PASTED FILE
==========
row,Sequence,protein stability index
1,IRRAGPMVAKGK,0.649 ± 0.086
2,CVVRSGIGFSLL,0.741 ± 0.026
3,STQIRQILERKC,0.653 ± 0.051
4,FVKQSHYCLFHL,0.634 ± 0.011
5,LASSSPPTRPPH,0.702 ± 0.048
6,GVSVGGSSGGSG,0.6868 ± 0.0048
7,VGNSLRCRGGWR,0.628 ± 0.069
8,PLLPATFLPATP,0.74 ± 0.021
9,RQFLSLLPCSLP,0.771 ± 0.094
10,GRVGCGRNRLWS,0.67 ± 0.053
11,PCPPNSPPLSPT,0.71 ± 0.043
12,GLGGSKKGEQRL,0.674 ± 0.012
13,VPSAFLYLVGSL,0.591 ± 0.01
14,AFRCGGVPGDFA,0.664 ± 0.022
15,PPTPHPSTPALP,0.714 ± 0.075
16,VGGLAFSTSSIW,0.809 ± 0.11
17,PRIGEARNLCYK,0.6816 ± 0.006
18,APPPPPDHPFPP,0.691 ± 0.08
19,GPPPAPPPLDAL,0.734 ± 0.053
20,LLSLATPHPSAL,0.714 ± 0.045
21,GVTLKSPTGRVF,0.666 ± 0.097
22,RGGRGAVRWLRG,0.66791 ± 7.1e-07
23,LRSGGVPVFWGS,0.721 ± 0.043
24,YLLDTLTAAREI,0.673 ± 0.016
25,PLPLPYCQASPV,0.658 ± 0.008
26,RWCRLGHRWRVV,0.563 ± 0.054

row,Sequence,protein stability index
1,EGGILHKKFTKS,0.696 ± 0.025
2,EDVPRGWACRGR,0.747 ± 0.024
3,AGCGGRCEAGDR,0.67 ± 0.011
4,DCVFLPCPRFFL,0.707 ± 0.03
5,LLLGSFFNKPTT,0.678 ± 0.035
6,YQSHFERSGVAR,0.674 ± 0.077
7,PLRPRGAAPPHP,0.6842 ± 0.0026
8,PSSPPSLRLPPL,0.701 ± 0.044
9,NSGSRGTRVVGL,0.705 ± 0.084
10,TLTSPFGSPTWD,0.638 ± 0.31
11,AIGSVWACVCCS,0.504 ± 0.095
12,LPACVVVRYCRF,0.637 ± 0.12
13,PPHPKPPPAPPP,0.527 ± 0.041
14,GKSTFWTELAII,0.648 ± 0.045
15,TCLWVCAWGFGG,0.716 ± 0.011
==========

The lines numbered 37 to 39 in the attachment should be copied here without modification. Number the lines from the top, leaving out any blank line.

9,NSGSRGTRVVGL,0.705 ± 0.084
10,TLTSPFGSPTWD,0.638 ± 0.31
11,AIGSVWACVCCS,0.504 ± 0.095